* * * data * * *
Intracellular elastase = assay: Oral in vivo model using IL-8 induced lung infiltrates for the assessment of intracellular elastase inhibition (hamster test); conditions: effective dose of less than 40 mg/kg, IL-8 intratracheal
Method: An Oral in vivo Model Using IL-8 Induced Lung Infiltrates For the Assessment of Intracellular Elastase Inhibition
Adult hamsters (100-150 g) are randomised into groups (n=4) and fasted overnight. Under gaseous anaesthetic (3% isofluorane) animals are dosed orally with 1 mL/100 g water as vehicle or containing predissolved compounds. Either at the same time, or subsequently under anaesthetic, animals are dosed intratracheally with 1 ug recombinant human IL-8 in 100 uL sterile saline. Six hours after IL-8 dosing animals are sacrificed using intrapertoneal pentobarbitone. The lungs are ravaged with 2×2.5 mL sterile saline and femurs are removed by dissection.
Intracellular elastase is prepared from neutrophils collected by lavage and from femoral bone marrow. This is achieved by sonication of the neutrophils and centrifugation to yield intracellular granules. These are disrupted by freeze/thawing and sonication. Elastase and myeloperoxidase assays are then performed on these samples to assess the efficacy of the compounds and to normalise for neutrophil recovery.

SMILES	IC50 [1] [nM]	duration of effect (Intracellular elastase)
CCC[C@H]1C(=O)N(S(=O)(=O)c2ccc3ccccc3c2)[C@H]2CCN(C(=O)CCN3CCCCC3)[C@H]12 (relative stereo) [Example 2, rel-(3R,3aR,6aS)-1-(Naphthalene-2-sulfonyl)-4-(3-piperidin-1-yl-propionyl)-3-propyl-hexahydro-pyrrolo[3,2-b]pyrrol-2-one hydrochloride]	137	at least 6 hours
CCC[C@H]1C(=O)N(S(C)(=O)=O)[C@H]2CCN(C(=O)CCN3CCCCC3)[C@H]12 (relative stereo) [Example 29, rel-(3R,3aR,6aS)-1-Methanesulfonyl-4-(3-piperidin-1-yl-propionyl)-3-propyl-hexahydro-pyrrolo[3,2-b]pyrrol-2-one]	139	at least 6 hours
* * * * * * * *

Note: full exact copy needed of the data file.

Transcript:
Intracellular elastase = assay: Oral in vivo model using IL-8 induced lung infiltrates for the assessment of intracellular elastase inhibition (hamster test); conditions: effective dose of less than 40 mg/kg, IL-8 intratracheal
Method: An Oral in vivo Model Using IL-8 Induced Lung Infiltrates For the Assessment of Intracellular Elastase Inhibition
Adult hamsters (100-150 g) are randomised into groups (n=4) and fasted overnight. Under gaseous anaesthetic (3% isofluorane) animals are dosed orally with 1 mL/100 g water as vehicle or containing predissolved compounds. Either at the same time, or subsequently under anaesthetic, animals are dosed intratracheally with 1 ug recombinant human IL-8 in 100 uL sterile saline. Six hours after IL-8 dosing animals are sacrificed using intrapertoneal pentobarbitone. The lungs are ravaged with 2×2.5 mL sterile saline and femurs are removed by dissection.
Intracellular elastase is prepared from neutrophils collected by lavage and from femoral bone marrow. This is achieved by sonication of the neutrophils and centrifugation to yield intracellular granules. These are disrupted by freeze/thawing and sonication. Elastase and myeloperoxidase assays are then performed on these samples to assess the efficacy of the compounds and to normalise for neutrophil recovery.

SMILES	IC50 [1] [nM]	duration of effect (Intracellular elastase)
CCC[C@H]1C(=O)N(S(=O)(=O)c2ccc3ccccc3c2)[C@H]2CCN(C(=O)CCN3CCCCC3)[C@H]12 (relative stereo) [Example 2, rel-(3R,3aR,6aS)-1-(Naphthalene-2-sulfonyl)-4-(3-piperidin-1-yl-propionyl)-3-propyl-hexahydro-pyrrolo[3,2-b]pyrrol-2-one hydrochloride]	137	at least 6 hours
CCC[C@H]1C(=O)N(S(C)(=O)=O)[C@H]2CCN(C(=O)CCN3CCCCC3)[C@H]12 (relative stereo) [Example 29, rel-(3R,3aR,6aS)-1-Methanesulfonyl-4-(3-piperidin-1-yl-propionyl)-3-propyl-hexahydro-pyrrolo[3,2-b]pyrrol-2-one]	139	at least 6 hours